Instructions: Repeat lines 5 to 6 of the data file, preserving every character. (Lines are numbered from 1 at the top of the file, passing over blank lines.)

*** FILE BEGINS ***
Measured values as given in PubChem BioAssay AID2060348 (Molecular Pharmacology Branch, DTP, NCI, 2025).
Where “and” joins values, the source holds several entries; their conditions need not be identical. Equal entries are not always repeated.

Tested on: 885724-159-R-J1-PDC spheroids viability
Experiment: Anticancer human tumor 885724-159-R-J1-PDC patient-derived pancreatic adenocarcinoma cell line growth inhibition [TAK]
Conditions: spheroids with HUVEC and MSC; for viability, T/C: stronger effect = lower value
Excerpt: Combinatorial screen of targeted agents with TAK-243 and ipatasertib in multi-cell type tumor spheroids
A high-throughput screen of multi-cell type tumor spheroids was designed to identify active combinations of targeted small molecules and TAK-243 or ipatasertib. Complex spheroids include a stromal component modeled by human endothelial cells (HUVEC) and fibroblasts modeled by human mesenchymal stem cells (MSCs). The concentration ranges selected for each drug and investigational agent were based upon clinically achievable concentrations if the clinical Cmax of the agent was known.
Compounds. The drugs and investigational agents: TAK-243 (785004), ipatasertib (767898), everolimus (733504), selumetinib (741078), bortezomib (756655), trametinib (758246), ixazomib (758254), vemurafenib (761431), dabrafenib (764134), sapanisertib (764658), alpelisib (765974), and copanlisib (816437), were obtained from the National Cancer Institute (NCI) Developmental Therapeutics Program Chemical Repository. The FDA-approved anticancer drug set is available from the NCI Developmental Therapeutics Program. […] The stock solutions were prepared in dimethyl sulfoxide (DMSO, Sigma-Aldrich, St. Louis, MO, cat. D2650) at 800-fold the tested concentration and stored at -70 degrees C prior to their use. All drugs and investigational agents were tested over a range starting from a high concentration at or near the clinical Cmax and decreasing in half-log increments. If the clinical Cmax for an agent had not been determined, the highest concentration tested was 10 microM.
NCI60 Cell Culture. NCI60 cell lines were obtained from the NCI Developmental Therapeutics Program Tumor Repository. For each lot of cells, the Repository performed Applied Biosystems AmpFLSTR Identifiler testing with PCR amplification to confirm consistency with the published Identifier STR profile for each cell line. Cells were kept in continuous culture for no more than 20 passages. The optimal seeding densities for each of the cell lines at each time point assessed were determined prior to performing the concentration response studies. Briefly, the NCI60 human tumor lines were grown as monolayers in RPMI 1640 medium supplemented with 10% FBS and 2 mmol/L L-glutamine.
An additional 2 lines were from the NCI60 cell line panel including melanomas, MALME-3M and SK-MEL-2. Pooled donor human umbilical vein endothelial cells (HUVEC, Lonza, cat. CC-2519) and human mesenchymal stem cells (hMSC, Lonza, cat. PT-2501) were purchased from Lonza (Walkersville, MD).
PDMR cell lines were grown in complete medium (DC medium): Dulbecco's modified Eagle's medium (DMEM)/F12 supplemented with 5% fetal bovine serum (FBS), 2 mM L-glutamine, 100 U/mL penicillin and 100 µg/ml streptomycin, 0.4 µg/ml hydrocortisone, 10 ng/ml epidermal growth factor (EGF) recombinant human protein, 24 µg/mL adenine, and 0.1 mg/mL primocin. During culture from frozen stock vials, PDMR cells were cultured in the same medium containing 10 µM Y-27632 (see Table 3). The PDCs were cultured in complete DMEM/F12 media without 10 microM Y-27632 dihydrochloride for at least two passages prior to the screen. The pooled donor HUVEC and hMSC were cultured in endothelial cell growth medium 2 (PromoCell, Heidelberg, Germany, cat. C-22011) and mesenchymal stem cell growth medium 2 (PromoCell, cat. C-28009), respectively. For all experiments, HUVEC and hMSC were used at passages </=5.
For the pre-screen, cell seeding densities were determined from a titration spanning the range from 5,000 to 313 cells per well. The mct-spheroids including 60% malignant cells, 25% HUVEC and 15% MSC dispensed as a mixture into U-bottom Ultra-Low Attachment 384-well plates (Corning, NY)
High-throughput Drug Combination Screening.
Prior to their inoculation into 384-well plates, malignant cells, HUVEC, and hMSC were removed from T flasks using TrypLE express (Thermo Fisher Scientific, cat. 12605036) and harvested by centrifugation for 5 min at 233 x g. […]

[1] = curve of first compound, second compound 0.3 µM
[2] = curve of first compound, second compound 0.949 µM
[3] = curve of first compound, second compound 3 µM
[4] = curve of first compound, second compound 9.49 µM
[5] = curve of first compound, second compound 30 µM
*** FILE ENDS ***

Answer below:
Conditions: spheroids with HUVEC and MSC; for viability, T/C: stronger effect = lower value
Excerpt: Combinatorial screen of targeted agents with TAK-243 and ipatasertib in multi-cell type tumor spheroids